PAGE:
Wargrave Local History Society
The Wargrave Local History Society’s January speaker was Angela Spencer-Harper, whose talk Dipping into the Wells was about the Chiltern villages of Stoke Row and Highmoor. She began by outlining how she came to write a history of the villages, starting with the memories of long time residents, interviewing over 60 in a 15 year period.
Stoke Row is particularly known for its Maharajah’s Well, sunk in 1864. At that time, the 5th son of the squire of Ipsden was governor of the N W Provinces in India, where there was no proper water supply. He paid for the sinking of a well, and in a subsequent talk with the Maharajah explained he should have done such for his own village in the Chilterns. As a result - and maybe to ‘find favour’ with Queen Victoria, the Maharajah in turn paid for the sinking of a well at Stoke Row. Nearby a cottage was provided for the well keeper, and there was a list of rules outside the well, ending with "Thou shalt thank the Lord thy God for this water". Highnoor also has a well, and Well Cottages nearby. - sadly the building alterations here have incorporated the original well head with the house.
Angela continued by showing us some of the over 1600 pictures that she has collected of the people and buildings in the villages. The major occupations were the growing of cherries - with large cherry orchards that would attract coach loads of people from Reading to view them; a sawmill, which provided the wooden backs for all sorts of brushes (sent to Wembley for making up by the Star Brush Co); brickmaking, with the local clay; and turning chair legs and tent-peg making. During WW I, several orders for a million tent pegs were received from the army.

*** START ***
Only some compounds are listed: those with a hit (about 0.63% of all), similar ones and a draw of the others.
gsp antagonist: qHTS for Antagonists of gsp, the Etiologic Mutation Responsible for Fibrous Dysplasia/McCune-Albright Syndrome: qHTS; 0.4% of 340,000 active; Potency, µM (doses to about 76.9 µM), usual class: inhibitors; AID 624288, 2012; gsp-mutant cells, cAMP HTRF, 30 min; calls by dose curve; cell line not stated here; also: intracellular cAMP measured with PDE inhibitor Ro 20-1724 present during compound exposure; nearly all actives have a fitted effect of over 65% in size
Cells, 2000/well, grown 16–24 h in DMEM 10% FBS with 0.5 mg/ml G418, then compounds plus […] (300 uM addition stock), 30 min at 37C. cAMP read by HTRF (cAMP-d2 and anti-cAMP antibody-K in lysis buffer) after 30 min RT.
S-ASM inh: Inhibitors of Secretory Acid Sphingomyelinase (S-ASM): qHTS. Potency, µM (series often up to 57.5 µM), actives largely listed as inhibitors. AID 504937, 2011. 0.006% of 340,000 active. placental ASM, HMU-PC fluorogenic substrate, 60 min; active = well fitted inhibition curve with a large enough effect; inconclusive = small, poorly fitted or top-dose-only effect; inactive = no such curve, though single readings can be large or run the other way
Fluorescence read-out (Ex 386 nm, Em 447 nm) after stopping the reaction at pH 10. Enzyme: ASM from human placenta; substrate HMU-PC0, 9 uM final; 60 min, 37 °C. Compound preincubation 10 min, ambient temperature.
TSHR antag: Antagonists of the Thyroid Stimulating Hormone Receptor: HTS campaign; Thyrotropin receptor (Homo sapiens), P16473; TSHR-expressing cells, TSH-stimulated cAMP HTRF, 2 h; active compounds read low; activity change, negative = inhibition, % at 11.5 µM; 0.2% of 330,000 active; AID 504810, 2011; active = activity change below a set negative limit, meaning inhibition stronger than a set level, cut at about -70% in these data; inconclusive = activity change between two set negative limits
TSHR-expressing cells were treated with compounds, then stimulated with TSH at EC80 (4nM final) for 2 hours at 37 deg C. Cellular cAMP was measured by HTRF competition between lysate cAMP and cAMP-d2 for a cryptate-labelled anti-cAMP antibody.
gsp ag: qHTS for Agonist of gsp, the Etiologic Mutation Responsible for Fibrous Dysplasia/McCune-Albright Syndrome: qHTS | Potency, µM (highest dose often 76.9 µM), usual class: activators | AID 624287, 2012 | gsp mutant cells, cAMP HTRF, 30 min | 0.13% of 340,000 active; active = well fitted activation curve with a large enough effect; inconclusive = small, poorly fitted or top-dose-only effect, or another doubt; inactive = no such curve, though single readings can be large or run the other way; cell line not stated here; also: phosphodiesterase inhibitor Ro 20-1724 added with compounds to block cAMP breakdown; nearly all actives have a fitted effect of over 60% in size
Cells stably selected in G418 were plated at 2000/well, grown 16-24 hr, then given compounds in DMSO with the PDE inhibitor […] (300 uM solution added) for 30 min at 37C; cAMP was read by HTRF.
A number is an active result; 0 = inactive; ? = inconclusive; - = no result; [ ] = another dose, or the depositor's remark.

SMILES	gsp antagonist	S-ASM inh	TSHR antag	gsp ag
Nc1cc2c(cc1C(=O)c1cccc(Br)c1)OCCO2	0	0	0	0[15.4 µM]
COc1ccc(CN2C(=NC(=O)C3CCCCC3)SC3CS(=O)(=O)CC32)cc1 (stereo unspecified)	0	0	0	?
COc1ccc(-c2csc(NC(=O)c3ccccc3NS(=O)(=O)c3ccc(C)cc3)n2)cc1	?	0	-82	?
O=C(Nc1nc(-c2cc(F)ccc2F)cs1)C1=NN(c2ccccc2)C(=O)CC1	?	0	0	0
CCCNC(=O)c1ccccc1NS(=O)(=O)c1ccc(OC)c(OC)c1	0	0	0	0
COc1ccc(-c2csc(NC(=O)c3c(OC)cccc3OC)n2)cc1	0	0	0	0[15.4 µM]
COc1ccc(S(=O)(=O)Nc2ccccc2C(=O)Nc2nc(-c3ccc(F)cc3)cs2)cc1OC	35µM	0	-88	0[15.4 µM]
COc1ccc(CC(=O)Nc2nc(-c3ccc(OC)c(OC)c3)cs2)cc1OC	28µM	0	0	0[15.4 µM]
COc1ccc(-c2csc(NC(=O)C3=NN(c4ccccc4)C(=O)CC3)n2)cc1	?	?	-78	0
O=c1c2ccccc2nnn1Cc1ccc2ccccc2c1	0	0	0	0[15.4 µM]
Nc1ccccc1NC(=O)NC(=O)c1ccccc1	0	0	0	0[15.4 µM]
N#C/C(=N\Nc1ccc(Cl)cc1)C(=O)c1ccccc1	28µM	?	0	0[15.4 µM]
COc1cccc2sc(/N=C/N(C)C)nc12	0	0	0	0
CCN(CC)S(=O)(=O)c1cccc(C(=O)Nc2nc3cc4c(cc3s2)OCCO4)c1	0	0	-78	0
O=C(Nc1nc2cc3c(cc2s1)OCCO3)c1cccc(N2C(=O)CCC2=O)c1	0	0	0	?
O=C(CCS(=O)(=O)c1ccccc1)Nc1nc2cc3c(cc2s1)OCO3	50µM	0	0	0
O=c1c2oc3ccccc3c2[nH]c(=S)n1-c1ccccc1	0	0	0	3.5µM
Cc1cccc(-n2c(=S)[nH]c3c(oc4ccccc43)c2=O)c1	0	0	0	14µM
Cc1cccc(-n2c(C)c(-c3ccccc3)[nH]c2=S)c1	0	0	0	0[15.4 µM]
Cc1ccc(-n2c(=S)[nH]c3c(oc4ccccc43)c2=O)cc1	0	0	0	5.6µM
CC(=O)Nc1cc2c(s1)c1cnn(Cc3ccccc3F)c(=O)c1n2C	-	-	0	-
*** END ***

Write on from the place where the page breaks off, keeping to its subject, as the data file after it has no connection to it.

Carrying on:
The ‘gentrification of cottages’ was another of Angela’s themes, for which we were able to see pictures of them as working class cottages, with earth floors and provided with earth closets, and later as large extended residences for the ‘executive’ class - in some cases it was difficult to recognise them as based on the same structure!
The local public houses are the Crooked Billet and the Cherry Tree at Stoke Row and the Dog and Duck at Highmoor. The former is now more a restaurant than a country pub. The latter featured in an account of the infamous murderer Dr Crippen, who had stayed there in 1910.
The illustrations of ‘true country people’, their weddings, their relaxation, their work, and so on were a delight, and we hope to see more of this collection on a future occasion. For those who are interested, many appear in Angela’s book, also called Dipping into the Wells.